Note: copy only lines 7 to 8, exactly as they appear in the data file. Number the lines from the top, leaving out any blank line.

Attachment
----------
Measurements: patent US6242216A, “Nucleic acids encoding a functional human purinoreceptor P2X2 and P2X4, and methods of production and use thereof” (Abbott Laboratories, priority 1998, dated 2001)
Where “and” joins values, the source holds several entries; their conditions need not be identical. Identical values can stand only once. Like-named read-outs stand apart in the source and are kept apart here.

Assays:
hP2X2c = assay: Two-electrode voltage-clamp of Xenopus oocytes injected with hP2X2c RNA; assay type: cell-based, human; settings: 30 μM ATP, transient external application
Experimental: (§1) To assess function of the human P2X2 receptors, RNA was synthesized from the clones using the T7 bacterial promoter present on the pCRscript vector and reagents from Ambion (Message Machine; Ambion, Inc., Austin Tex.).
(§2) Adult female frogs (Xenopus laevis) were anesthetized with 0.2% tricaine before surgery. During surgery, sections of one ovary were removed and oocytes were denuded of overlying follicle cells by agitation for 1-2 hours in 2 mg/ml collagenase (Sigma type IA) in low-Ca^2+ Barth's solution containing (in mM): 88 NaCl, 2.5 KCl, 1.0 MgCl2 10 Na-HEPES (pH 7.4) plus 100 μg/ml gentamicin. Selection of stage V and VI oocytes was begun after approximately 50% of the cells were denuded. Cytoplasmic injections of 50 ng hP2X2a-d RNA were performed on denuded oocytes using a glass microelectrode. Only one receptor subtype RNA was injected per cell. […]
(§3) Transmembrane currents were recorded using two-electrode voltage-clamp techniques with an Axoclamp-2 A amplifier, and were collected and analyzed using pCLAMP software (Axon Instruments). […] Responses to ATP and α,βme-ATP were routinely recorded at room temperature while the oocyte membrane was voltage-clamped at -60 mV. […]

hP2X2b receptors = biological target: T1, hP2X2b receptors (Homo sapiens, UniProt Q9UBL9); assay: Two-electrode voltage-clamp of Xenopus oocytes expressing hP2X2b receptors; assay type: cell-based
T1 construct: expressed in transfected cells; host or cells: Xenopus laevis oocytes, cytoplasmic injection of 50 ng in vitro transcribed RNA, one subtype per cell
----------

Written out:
(§3) Transmembrane currents were recorded using two-electrode voltage-clamp techniques with an Axoclamp-2 A amplifier, and were collected and analyzed using pCLAMP software (Axon Instruments). […] Responses to ATP and α,βme-ATP were routinely recorded at room temperature while the oocyte membrane was voltage-clamped at -60 mV. […]

hP2X2b receptors = biological target: T1, hP2X2b receptors (Homo sapiens, UniProt Q9UBL9); assay: Two-electrode voltage-clamp of Xenopus oocytes expressing hP2X2b receptors; assay type: cell-based